Hundreds of teachers who left their homes in the Caribbean to teach in New York City classrooms may finally get the green cards they were promised more than a decade ago.
Almost 50 native Caribbean teachers - as well as state and city officials - rallied on the steps of City Hall today to show support for renewed efforts by the Department of Education to help put these educators on a pathway to permanent residency.
"We're very excited today for our teachers because the promises will finally be fulfilled," said Councilman Jumaane Williams (D-Brooklyn), who recently introduced a resolution urging assistance from the Bloomberg administration.
But Williams conceded that the threat of deportation still loomed large: "Time is still of the essence, though," he added, "and we cannot rest until the Caribbean teachers and their families are safely on the road to permanent residency."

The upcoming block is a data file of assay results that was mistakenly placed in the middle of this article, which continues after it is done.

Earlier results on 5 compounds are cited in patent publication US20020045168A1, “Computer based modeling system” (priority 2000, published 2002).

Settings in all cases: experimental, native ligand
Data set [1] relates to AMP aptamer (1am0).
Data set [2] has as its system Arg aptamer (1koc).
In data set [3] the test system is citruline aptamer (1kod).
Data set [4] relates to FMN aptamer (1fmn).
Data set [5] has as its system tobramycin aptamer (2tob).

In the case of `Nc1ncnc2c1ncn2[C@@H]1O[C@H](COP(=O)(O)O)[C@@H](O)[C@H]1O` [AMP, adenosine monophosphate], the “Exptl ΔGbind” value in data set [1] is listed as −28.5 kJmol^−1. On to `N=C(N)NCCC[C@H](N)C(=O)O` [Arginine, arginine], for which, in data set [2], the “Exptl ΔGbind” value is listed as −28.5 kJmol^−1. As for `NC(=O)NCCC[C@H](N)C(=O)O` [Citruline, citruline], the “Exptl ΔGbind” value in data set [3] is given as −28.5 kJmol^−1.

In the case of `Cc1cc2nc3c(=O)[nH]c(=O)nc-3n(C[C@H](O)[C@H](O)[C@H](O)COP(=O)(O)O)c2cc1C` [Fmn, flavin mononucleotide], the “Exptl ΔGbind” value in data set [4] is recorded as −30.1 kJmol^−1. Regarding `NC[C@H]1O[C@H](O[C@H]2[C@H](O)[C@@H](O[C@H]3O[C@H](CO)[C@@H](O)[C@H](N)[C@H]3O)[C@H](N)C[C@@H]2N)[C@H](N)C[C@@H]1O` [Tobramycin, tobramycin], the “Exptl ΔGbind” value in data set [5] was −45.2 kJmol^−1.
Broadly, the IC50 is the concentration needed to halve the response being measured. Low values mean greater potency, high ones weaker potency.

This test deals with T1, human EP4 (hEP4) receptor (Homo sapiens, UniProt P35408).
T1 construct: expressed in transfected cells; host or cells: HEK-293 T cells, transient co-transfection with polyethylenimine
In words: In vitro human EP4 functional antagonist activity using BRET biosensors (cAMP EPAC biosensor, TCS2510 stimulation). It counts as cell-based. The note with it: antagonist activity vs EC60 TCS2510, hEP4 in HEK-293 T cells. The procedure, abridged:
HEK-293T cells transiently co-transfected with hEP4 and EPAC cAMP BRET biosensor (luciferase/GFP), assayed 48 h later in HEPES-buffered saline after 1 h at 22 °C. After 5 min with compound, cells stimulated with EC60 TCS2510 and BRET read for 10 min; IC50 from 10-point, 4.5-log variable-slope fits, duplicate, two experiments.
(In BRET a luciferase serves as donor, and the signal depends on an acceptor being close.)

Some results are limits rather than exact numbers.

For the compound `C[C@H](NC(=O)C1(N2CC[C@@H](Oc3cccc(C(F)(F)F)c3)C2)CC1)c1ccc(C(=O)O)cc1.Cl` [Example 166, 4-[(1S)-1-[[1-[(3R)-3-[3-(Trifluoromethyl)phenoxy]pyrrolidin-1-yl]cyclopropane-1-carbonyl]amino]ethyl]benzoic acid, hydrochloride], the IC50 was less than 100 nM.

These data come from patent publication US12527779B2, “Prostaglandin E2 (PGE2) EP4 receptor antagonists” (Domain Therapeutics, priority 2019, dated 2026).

Fatima Shama, commissioner of the Mayor's Office of Immigrant Affairs, assured the crowd Hizzoner is dedicated to the cause.
"Immigration is a complex issue," Shama said. "But we came to be a part of this discussion and we are permanently committed to making sure we find a practical solution that will provide permanent residency for our international teachers."
In 2001, the DOE tried to address a local teacher shortage by recruiting qualified educators from a dozen island nations and placing ads in local newspapers in cities like Kingston, Jamaica and Georgetown, Guyana.
More than 700 immigrants came here in hopes of becoming permanent U.S. citizens, but so far only 276 have achieved that, city figures show.
Those directly affected by this initiative voiced their hope for DOE's latest efforts, but said they've struggled.
"It's hard to wake up every morning not knowing what your future will be," said Kevin Lowe, 26, the son of a teacher who came from Guyana. "We just want to continue living in a place where we've built our lives."